Adapting Lord of the Flies into a piece of musical theatre does make sense. From the first emergence of the choristers to the final, dark chanting, even the least charitable reader would concede that the journey of the schoolboy castaways is at inherently rhythmic, if not musical already. Joanne Pearce, Shaun Davey and Adrian Noble have adapted the book from this viewpoint, building and honing the choral edge of the story into a fully blown musical, which had its ‘World Premiere’ at the Playhouse last Friday, as part of the MCS Arts Festival.
I should declare an interest before continuing, I did go to MCS myself, and in fact appeared in the last, rather less ambitious production that the school did of Lord of the Flies (an all boys school with choristers will inevitably turn to Golding on a regular basis). It’s clear to see that since my time there has been considerable growth in the school’s drama department, and the ‘Theatre Academy’ has attracted some really quite talented boys who didn’t seem in the least bit fazed by this rather ambitious task.
The conversion to a musical does nothing to mask the chilling effect of the story; for the most part the adapters have stayed remarkably faithful to the wording of the book in their lyrics as well as the spoken dialogue, to their credit. The role of Ralph bears even more of the focus of the story, which Conor Diamond dealt with well, Barney Shekleton was a menacing antagonist as Jack and Hugh Tappin was classic Piggy all the way through, just the right side of bumbling to be initially adorable, but then sliding towards tiresome as the rest of the boys get increasingly out of hand. The musical performance of all the boys is to be commended, I think with the exception of ‘Kill the Pig, cut her throat, bash her in’, every song represented at least a bit of a challenge, and Shaun Davey’s tunes do have a good degree of stickibility, which is key in a new musical.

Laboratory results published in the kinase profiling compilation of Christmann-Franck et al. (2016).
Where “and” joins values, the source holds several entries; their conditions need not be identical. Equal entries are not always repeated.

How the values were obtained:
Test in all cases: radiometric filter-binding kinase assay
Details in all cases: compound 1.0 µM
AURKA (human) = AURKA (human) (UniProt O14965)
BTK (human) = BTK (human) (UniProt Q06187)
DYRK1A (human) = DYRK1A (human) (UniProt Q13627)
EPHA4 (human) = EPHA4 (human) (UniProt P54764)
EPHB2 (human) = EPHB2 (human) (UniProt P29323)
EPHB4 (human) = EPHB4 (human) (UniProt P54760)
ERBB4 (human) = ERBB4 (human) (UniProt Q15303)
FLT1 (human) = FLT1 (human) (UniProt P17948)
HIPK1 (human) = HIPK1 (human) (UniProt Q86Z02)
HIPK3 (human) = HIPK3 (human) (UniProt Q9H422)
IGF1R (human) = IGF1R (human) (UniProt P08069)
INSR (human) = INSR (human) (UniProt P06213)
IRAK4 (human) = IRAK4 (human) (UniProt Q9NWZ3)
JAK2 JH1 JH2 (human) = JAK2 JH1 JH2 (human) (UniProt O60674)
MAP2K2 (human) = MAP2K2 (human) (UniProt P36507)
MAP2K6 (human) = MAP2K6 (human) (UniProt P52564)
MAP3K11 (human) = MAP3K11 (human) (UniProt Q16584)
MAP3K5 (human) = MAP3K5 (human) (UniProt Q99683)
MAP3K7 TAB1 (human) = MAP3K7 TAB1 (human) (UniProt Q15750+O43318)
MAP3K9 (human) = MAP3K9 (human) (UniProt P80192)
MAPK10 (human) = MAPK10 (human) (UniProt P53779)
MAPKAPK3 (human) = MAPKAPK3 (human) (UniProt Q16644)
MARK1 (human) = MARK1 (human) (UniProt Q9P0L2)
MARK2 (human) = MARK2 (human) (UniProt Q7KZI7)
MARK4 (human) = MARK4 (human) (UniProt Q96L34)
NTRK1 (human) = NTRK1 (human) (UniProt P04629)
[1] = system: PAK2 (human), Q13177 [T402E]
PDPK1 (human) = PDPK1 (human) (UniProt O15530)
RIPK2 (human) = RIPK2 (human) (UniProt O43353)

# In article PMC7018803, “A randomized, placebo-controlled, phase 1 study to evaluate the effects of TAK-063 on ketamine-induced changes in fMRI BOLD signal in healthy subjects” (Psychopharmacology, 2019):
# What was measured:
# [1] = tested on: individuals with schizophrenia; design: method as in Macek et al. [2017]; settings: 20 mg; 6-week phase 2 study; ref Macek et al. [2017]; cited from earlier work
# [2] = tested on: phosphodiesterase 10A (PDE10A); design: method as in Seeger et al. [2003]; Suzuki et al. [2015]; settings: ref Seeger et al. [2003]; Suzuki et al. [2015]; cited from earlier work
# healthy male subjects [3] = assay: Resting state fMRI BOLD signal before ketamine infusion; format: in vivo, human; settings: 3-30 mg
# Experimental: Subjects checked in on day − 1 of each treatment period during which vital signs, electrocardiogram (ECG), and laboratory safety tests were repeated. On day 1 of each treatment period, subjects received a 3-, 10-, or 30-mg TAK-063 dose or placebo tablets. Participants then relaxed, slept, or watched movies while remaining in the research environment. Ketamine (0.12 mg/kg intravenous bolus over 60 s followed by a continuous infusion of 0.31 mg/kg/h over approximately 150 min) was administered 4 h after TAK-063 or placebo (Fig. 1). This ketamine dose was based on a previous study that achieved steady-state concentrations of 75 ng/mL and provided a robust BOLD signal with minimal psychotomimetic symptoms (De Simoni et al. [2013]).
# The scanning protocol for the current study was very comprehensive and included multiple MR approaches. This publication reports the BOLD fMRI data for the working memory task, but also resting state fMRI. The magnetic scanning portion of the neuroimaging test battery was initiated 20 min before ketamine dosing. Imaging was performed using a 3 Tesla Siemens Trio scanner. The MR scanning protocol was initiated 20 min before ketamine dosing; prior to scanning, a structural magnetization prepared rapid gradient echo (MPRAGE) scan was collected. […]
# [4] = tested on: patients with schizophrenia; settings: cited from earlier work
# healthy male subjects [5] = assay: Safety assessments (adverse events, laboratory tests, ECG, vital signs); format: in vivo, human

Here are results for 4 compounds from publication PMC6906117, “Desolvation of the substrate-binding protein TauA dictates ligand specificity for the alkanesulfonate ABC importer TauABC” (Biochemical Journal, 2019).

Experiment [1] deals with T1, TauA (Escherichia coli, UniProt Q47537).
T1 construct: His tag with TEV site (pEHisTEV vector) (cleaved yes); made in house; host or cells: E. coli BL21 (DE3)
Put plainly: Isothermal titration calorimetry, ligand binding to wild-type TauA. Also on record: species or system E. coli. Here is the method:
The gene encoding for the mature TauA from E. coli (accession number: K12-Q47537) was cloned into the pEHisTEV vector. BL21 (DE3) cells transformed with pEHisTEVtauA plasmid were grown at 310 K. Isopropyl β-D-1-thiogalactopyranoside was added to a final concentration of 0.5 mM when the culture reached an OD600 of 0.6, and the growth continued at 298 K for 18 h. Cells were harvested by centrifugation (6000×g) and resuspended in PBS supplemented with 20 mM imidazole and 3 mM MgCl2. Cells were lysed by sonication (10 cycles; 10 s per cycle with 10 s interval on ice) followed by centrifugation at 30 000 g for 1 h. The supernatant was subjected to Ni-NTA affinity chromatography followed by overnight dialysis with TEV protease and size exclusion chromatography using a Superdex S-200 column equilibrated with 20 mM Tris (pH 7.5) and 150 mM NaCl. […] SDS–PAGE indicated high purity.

It wasn’t without fault though - towards the end of Act 2, Ralph ends up narrating two passages, which is a bit lazy, and wouldn’t be noticeable if he did it earlier, but really he just ends up walking forward into a slightly different coloured spotlight and starts narrating – odd. The biggest problem for me was the title character. The Lord of the Flies (or Beelzebub if you’re of a Hebrew bent) is in my book a formless swarm of madness, not Fagin with a band of gas-mask wearing children. If it weren’t for the fact that his songs were great, and Albert McIntosh nailed them, it could’ve ruined the whole thing, in my opinion.
Those are two clear points, and there are one or two others, where I felt the adaptation is still muddled and at times confusing. However the performance and staging of it were magnificent, and that is rare indeed in a project this ambitious.